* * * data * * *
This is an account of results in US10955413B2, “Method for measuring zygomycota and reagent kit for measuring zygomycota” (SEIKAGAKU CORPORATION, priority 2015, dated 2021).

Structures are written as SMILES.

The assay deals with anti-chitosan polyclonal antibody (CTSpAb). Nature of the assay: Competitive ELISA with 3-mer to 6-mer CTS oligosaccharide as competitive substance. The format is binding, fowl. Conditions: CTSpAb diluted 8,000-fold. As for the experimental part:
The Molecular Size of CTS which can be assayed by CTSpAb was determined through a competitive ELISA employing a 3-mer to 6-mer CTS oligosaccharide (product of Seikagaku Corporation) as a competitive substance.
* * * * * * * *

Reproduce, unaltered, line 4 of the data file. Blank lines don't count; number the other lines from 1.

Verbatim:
The Molecular Size of CTS which can be assayed by CTSpAb was determined through a competitive ELISA employing a 3-mer to 6-mer CTS oligosaccharide (product of Seikagaku Corporation) as a competitive substance.